New York City has been ranked number one in a list of 120 global cities for its ability to attract capital, businesses, talent and visitors.
The index, which has been devised by the Economist Intelligence Unit and was commissioned by Citigroup, places New York as the most competitive city closely followed by London and Singapore, with Paris and Hong Kong tied for fourth place.
According to the report, competitiveness, is a holistic concept. While economic size and growth are important and necessary, several other factors determine a city’s overall competitiveness, including its business and regulatory environment, the quality of human capital and the quality of life. These factors not only help a city sustain a high economic growth rate, but also create a stable business and social environment.
So just how important are the cities in this list? Well, combined they represent a population of about 750 million and generated around US$20.2 trillion dollars in GDP in 2008 – or in other words about 29% of the global total. This gives them a larger contribution to the global economy than the European Union, United States or China. What’s more, their average rate of growth from 2010-16, is forecast to be 4.8%, with double-digit rates likely across many Chinese cities in particular.
Overall, each city is assessed against eight broad categories. And while no city, holds an advantage across all the categories, the rankings give plenty of food for thought for prospective businesses and investors deciding where to expand or locate new operations in the near future.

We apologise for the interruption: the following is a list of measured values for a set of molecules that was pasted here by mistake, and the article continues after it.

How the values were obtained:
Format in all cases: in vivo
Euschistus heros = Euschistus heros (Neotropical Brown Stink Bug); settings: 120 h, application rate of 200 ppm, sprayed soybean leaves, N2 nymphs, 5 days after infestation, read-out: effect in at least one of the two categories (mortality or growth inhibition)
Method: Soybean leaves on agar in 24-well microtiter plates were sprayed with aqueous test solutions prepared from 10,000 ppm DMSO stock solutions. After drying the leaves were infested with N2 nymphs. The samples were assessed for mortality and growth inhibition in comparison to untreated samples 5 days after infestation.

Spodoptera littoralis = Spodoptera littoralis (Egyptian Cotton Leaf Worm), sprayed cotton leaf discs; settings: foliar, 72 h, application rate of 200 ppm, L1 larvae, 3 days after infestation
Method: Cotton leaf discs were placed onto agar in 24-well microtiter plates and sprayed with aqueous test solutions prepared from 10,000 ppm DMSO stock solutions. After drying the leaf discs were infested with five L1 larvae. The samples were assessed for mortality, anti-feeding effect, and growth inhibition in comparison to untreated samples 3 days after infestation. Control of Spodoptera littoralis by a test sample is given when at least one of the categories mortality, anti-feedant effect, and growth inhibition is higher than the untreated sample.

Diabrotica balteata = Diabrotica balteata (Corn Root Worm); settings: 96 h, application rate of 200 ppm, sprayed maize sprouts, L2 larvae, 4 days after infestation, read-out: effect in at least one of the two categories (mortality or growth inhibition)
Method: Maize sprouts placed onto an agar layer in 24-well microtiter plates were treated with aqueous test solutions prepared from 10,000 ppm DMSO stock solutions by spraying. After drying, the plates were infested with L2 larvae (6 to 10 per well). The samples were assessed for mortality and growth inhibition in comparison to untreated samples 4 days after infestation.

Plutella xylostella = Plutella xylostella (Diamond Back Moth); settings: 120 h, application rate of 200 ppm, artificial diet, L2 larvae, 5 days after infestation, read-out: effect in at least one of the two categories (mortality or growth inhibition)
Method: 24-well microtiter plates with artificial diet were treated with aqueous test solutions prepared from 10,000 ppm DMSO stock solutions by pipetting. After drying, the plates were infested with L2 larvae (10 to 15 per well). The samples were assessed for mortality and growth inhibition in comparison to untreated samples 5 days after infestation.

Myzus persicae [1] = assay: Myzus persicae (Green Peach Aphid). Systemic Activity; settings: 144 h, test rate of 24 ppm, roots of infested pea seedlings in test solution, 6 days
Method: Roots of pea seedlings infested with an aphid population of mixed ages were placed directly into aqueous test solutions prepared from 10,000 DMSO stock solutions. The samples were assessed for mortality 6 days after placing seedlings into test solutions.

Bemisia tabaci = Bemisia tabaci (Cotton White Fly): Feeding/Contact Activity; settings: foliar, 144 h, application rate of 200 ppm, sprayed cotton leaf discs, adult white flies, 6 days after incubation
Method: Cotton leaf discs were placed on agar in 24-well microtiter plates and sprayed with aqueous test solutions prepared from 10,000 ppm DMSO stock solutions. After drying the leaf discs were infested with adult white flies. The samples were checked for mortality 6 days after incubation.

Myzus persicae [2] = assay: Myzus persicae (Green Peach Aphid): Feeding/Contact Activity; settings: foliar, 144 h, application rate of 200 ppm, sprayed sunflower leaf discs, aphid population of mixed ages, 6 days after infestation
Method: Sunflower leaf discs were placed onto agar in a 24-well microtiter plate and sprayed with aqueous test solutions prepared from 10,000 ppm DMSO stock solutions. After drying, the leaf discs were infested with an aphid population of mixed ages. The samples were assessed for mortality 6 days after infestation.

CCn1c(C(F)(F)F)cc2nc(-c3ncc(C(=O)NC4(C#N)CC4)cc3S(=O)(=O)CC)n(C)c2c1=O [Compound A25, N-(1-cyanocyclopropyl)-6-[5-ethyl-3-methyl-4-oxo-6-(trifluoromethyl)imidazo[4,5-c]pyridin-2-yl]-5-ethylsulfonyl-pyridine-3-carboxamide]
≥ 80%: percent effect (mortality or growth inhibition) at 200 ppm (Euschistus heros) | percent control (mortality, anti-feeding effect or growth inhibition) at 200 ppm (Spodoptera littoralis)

The top trends
- US and European cities are the world’s most competitive (24 out of the top 30), despite concerns over ageing infrastructure and large budget deficits.
- Asia’s economic rise is reflected in the economic competitiveness of its cities.
- A “middle tier” of mid-size cities (with populations of between 2 million and 5 million) is emerging as a key driver of global growth –collectively they are forecast to grow by 8.7% annually over the next five years, ahead of the megacities on which many firms focus.
- The most significant advantage that developed country cities hold is their ability to develop and attract the world’s top talent.
- Infrastructure investments will drive emerging market growth, but more will be needed to secure their attractiveness to tomorrow’s talent.
- Cities of all sizes can be competitive, but density is a factor in the competitiveness of larger cities - the top 10 most competitive cities range from the world’s biggest (Tokyo) to some of its smallest (Zurich’s) with no correlation seen between size and competiveness in the Index.
- African and Latin American cities lag most on competitiveness.
The top cities
1 New York
=4 Hong Kong
A copy of the study can be downloaded here and why not listen to our webinar, with Adam Newton of Shell’s Future Scenario’s team, as he explores the impact of mass urbanization and the challenges and opportunities it represents.